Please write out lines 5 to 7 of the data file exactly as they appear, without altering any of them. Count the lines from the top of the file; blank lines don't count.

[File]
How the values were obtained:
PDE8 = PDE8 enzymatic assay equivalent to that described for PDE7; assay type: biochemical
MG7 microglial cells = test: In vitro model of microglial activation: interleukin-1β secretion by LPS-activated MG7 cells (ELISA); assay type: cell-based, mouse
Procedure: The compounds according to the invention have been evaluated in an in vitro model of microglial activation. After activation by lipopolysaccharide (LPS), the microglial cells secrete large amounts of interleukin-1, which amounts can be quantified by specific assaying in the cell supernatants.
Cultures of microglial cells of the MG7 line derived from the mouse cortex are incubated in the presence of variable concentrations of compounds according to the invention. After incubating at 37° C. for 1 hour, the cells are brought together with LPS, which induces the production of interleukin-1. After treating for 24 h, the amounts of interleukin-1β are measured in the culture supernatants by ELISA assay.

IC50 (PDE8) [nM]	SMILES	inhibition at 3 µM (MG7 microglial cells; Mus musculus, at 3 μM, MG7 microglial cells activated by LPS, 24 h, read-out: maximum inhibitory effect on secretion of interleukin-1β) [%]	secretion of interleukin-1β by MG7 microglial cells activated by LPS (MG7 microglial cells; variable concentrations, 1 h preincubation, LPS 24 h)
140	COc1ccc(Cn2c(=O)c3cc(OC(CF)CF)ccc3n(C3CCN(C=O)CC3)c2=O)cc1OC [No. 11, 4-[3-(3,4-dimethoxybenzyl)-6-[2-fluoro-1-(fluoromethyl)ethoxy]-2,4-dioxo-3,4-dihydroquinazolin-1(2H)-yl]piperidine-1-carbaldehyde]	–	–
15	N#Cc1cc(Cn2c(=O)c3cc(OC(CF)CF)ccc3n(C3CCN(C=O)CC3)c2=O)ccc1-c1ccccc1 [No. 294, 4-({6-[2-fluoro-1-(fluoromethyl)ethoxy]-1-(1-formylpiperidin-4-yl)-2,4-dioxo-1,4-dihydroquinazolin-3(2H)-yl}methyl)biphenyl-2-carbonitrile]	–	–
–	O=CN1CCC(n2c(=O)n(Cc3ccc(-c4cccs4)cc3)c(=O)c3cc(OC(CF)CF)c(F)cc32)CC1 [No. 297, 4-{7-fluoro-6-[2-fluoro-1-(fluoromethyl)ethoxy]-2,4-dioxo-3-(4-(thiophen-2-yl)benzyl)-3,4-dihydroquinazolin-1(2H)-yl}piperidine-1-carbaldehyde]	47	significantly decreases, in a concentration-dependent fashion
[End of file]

Cultures of microglial cells of the MG7 line derived from the mouse cortex are incubated in the presence of variable concentrations of compounds according to the invention. After incubating at 37° C. for 1 hour, the cells are brought together with LPS, which induces the production of interleukin-1. After treating for 24 h, the amounts of interleukin-1β are measured in the culture supernatants by ELISA assay.

IC50 (PDE8) [nM]	SMILES	inhibition at 3 µM (MG7 microglial cells; Mus musculus, at 3 μM, MG7 microglial cells activated by LPS, 24 h, read-out: maximum inhibitory effect on secretion of interleukin-1β) [%]	secretion of interleukin-1β by MG7 microglial cells activated by LPS (MG7 microglial cells; variable concentrations, 1 h preincubation, LPS 24 h)
140	COc1ccc(Cn2c(=O)c3cc(OC(CF)CF)ccc3n(C3CCN(C=O)CC3)c2=O)cc1OC [No. 11, 4-[3-(3,4-dimethoxybenzyl)-6-[2-fluoro-1-(fluoromethyl)ethoxy]-2,4-dioxo-3,4-dihydroquinazolin-1(2H)-yl]piperidine-1-carbaldehyde]	–	–